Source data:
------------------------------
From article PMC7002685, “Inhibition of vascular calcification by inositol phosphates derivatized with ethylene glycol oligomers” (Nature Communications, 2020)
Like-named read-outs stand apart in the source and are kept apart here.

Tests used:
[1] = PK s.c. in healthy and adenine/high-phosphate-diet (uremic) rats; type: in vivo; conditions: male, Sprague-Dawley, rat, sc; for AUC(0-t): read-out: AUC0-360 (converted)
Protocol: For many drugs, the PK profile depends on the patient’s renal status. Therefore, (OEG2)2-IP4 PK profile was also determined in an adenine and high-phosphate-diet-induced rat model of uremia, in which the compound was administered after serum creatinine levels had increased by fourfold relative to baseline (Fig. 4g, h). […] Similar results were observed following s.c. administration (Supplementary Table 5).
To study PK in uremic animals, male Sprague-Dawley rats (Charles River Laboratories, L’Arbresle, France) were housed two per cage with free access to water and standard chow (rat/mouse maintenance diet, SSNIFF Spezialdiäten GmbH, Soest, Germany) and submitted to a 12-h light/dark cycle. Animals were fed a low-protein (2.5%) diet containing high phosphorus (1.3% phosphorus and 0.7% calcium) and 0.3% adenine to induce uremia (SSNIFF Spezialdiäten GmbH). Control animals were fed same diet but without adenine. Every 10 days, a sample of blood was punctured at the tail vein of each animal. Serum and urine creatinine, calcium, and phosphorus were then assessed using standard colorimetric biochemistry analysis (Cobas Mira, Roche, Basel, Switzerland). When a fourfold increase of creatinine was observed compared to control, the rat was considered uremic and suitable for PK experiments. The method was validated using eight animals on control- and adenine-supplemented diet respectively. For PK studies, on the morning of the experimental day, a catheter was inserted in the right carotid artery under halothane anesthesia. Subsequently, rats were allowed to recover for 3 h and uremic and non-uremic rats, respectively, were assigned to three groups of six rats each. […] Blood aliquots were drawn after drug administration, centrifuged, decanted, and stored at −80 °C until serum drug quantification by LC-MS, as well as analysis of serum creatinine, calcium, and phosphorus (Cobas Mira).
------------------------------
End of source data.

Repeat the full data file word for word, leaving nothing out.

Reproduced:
From article PMC7002685, “Inhibition of vascular calcification by inositol phosphates derivatized with ethylene glycol oligomers” (Nature Communications, 2020)
Like-named read-outs stand apart in the source and are kept apart here.

Tests used:
[1] = PK s.c. in healthy and adenine/high-phosphate-diet (uremic) rats; type: in vivo; conditions: male, Sprague-Dawley, rat, sc; for AUC(0-t): read-out: AUC0-360 (converted)
Protocol: For many drugs, the PK profile depends on the patient’s renal status. Therefore, (OEG2)2-IP4 PK profile was also determined in an adenine and high-phosphate-diet-induced rat model of uremia, in which the compound was administered after serum creatinine levels had increased by fourfold relative to baseline (Fig. 4g, h). […] Similar results were observed following s.c. administration (Supplementary Table 5).
To study PK in uremic animals, male Sprague-Dawley rats (Charles River Laboratories, L’Arbresle, France) were housed two per cage with free access to water and standard chow (rat/mouse maintenance diet, SSNIFF Spezialdiäten GmbH, Soest, Germany) and submitted to a 12-h light/dark cycle. Animals were fed a low-protein (2.5%) diet containing high phosphorus (1.3% phosphorus and 0.7% calcium) and 0.3% adenine to induce uremia (SSNIFF Spezialdiäten GmbH). Control animals were fed same diet but without adenine. Every 10 days, a sample of blood was punctured at the tail vein of each animal. Serum and urine creatinine, calcium, and phosphorus were then assessed using standard colorimetric biochemistry analysis (Cobas Mira, Roche, Basel, Switzerland). When a fourfold increase of creatinine was observed compared to control, the rat was considered uremic and suitable for PK experiments. The method was validated using eight animals on control- and adenine-supplemented diet respectively. For PK studies, on the morning of the experimental day, a catheter was inserted in the right carotid artery under halothane anesthesia. Subsequently, rats were allowed to recover for 3 h and uremic and non-uremic rats, respectively, were assigned to three groups of six rats each. […] Blood aliquots were drawn after drug administration, centrifuged, decanted, and stored at −80 °C until serum drug quantification by LC-MS, as well as analysis of serum creatinine, calcium, and phosphorus (Cobas Mira).